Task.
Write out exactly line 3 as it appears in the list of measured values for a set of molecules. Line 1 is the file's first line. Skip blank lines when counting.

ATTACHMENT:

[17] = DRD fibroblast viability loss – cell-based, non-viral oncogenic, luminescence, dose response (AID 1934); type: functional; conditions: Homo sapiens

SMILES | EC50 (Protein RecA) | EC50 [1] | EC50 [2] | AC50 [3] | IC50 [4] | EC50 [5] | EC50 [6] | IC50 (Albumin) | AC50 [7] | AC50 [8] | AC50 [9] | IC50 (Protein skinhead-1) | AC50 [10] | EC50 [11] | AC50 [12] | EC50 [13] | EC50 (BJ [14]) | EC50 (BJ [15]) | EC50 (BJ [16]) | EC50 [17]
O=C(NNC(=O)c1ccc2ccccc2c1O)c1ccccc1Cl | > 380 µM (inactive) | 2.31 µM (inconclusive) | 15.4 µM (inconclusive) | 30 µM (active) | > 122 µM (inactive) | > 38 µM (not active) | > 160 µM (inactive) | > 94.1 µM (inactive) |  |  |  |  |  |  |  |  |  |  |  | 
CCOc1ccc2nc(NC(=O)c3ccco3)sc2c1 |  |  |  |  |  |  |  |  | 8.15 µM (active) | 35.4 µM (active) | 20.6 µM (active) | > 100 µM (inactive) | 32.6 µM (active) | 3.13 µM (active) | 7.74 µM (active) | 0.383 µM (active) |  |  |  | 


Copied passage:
O=C(NNC(=O)c1ccc2ccccc2c1O)c1ccccc1Cl | > 380 µM (inactive) | 2.31 µM (inconclusive) | 15.4 µM (inconclusive) | 30 µM (active) | > 122 µM (inactive) | > 38 µM (not active) | > 160 µM (inactive) | > 94.1 µM (inactive) |  |  |  |  |  |  |  |  |  |  |  | 